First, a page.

April 26, 2021: The bright morning moon is in the west-southwest before sunrise. Jupiter and Saturn are in the southeast at about one hour before sunrise. Both planets are slowly moving eastward compared to the sidereal background.
by Jeffrey L. Hunt
Chicago, Illinois: Sunrise, 5:54 a.m. CDT; Sunset, 7:44 p.m. CDT. Check local sources for sunrise and sunset times for your location.
This morning the bright moon is about 10° up in the west-southwest. It is 5.0° above Spica. Bright Jupiter is farther east, over 15° above the southeast horizon. The Jovian Giant is trekking eastward in Aquarius.
With a binocular, watch Jupiter’s place change from morning to morning. This morning, the planet is 4.2° to the upper left of Deneb Algiedi, “the kid’s tail,” (δ Cap on the chart), 1.5° to the lower left of Mu Capricorni (μ Cap), and 1.9° to the upper right of Iota Aquarii (ι Aqr).
Saturn is dimmer than Jupiter, but it is brighter than all the other stars in the region. The Ringed Wonder is 14.7° to the upper right of Jupiter.
Saturn rises over 3 hours before sunrise and 40 minutes before Jupiter. By one hour before sunrise, the planet is nearly 20° up in the southeast.
Saturn is gently moving eastward. Each morning, note its place compared to the star Theta Capricorni (θ Cap).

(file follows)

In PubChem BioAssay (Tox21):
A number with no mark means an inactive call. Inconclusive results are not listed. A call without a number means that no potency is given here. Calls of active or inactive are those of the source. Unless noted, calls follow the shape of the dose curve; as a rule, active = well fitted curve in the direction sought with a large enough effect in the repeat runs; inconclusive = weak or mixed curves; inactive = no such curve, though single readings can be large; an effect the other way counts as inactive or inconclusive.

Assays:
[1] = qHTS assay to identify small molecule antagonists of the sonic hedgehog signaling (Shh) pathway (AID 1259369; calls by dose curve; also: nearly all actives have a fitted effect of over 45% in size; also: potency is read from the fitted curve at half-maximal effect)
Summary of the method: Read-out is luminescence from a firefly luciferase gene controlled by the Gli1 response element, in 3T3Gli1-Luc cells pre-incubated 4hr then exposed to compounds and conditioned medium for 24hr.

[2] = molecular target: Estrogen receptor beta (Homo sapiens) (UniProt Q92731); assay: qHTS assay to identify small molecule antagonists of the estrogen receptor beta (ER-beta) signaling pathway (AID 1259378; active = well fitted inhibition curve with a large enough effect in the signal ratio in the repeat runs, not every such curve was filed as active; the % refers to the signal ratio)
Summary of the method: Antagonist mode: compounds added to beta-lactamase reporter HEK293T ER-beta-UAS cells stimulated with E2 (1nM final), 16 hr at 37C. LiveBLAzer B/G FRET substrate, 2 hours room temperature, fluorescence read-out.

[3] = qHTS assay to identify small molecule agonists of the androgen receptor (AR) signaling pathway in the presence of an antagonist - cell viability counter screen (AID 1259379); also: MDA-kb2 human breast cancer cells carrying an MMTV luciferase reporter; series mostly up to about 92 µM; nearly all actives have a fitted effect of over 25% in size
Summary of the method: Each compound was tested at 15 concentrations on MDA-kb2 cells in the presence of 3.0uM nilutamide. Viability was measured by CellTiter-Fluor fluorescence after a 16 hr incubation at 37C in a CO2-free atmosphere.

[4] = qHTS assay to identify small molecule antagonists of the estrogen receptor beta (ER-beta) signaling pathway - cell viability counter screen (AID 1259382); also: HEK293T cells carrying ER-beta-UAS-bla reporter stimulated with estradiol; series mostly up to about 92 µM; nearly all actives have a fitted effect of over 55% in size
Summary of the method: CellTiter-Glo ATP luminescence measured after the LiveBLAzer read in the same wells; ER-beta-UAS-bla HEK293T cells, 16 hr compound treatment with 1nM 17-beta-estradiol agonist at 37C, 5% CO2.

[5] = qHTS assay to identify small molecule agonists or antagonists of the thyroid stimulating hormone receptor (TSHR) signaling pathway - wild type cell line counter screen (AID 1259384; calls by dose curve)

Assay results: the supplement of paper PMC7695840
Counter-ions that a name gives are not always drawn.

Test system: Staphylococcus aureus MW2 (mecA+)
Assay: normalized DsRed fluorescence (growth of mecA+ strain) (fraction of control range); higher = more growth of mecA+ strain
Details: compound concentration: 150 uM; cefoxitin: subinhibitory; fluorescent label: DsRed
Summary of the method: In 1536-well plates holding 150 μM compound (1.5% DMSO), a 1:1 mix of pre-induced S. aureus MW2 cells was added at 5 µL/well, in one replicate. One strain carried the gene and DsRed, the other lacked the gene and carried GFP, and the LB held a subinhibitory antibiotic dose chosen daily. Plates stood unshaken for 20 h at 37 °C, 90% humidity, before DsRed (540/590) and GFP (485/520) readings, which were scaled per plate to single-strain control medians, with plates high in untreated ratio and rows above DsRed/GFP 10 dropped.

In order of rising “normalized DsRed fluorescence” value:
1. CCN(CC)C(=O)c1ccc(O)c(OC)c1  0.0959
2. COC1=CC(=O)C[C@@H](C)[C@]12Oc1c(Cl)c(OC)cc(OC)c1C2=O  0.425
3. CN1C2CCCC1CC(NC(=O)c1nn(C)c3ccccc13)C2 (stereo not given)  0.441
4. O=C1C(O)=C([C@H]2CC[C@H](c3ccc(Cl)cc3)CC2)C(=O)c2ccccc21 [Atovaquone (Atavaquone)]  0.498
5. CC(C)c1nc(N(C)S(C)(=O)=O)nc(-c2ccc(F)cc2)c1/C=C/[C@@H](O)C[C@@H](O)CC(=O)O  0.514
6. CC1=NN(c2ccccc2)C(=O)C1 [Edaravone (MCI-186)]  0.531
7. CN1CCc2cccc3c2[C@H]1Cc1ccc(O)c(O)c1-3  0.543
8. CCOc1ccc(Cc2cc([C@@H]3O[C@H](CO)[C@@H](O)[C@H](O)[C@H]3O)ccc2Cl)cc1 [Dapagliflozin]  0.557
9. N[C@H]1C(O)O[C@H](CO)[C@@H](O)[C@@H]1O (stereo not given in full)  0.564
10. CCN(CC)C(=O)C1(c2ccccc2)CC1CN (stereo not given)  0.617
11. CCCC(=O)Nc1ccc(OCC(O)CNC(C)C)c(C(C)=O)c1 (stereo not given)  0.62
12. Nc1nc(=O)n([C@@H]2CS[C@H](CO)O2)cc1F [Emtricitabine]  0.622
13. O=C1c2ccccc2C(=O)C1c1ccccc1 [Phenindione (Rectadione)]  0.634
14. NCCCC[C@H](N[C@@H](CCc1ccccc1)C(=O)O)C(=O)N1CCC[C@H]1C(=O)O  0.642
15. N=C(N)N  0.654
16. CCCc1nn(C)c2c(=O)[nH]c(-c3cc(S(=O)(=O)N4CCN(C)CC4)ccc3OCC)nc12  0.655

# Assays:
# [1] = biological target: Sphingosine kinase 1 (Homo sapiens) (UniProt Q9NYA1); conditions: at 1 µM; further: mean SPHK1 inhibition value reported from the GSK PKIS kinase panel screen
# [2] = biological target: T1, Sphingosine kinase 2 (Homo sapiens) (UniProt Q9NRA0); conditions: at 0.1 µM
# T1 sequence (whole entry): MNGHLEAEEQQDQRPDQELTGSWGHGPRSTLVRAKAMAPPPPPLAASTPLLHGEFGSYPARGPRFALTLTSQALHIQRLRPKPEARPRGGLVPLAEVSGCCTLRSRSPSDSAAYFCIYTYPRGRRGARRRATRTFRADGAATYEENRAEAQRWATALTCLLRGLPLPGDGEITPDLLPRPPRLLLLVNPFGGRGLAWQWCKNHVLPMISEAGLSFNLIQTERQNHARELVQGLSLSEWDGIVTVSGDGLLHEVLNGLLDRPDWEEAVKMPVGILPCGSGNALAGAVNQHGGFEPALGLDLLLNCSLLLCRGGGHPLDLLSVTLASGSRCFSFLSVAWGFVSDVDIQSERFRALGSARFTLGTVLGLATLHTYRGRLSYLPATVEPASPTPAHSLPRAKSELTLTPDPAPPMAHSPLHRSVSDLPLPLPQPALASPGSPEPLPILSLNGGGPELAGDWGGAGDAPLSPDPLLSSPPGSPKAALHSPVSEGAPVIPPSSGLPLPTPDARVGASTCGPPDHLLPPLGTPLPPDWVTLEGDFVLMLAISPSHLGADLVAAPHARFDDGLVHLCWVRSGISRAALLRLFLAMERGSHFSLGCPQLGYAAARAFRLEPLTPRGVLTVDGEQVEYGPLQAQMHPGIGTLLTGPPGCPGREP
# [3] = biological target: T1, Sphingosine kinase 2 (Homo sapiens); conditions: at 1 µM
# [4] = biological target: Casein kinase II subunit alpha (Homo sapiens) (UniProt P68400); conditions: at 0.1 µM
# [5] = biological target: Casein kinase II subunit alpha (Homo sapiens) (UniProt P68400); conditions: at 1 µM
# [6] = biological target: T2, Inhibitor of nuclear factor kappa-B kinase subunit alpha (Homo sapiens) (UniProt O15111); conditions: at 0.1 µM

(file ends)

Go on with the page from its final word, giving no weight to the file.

Detailed Note: One hour before sunrise, the moon (14.3d, 99%) is 5.0° above Spica. The lunar orb is 9.6° up in the west-southwest. Farther eastward, Jupiter is 15.4° up in the southeast. Use a binocular to spot the starfield. The Jovian Giant is 4.2° to the left of Deneb Algiedi,1.5° to the lower left of μ Cap, and 1.9° to the upper right of ι Cap. The Jupiter – Saturn gap is 14.7°. Saturn is to the upper right of Jupiter and 1.2° to the upper right of θ Cap. Venus continues to crawl into the evening sky. Find it over 3° above the west-northwest horizon at 20 minutes after sunset. Bright Mercury (m = −1.5) is 1.6° to the upper right of Venus. Can you see them without a binocular? By an hour after sunset, Mars is less than 40° in altitude above the west horizon. The planet is in Gemini, 1.8° to the upper right of 1 Gem and 2.8° to the right of Propus. The Red Planet is also 4.1° to the lower right of Tejat Posterior (μ Gem, m = 2.8). In this bright moonlight, use a binocular to spot the star cluster M35, 0.6° to the left of Mars. Farther east, the nearly Full moon (15.0d, 100%) is over 12° above the east-southeast horizon. The lunar orb is over 13° to the lower left Spica. The moon reaches its Full phase (Pink Moon) at 10:32 p.m. CDT.
Read more about the planets during April 2021.
December 28, 2021: Brilliant Venus is quickly slipping from the evening sky. Mercury appears beneath Venus after sunset. This duo is joined by Jupiter and Saturn. In the morning, Mars is near Antares and the moon near Spica.
December 27, 2021: The Red Planet Mars passes Antares this morning before sunrise. At the same hour, the moon is near Spica. The three bright planets – Venus, Saturn, and Jupiter – are in the evening sky.
November 25, 2021: This is my postcard to my friends on Earth.
December 21, 2021: The winter solstice occurs at 9:59 a.m. CST. Mars is in the morning sky along with a bright moon. The planet pack – Venus, Jupiter, and Saturn – is in the southwestern sky after sunset.
December 19, 20, and 21, 2021: The bright moon leading up to the winter solstice appears in the western sky before sunrise in front of Gemini.